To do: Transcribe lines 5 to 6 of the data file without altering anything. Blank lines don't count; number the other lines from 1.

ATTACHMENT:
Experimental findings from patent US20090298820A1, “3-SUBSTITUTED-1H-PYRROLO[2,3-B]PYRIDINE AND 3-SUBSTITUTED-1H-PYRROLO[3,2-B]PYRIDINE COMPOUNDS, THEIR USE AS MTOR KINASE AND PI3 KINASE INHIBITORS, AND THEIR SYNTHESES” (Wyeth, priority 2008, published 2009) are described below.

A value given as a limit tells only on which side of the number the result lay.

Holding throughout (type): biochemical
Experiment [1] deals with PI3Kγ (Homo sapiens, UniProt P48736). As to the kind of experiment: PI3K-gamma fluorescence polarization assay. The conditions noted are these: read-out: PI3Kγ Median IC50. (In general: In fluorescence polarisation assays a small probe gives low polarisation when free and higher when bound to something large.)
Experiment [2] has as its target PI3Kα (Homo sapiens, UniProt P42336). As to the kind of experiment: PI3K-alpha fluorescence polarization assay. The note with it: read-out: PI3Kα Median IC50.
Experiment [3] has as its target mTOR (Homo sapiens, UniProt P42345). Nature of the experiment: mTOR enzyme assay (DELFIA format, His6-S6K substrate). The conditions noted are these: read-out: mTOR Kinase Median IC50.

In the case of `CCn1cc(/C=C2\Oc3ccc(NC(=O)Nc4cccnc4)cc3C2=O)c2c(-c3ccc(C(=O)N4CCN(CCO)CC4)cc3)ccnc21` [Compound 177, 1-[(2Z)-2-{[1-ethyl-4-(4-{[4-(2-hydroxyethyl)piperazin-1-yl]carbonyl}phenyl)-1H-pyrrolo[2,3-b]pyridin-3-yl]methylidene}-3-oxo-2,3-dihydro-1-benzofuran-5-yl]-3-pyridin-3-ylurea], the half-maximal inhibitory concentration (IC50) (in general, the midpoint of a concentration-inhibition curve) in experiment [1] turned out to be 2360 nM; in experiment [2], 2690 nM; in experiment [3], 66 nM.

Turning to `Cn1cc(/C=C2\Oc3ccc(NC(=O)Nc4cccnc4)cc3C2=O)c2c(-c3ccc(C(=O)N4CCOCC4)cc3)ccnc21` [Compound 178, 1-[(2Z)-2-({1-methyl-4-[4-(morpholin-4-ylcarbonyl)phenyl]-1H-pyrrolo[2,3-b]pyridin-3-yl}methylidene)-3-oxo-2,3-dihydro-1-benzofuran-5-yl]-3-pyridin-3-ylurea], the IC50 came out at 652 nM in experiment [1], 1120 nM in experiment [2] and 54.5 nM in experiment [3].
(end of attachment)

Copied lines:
Experiment [2] has as its target PI3Kα (Homo sapiens, UniProt P42336). As to the kind of experiment: PI3K-alpha fluorescence polarization assay. The note with it: read-out: PI3Kα Median IC50.
Experiment [3] has as its target mTOR (Homo sapiens, UniProt P42345). Nature of the experiment: mTOR enzyme assay (DELFIA format, His6-S6K substrate). The conditions noted are these: read-out: mTOR Kinase Median IC50.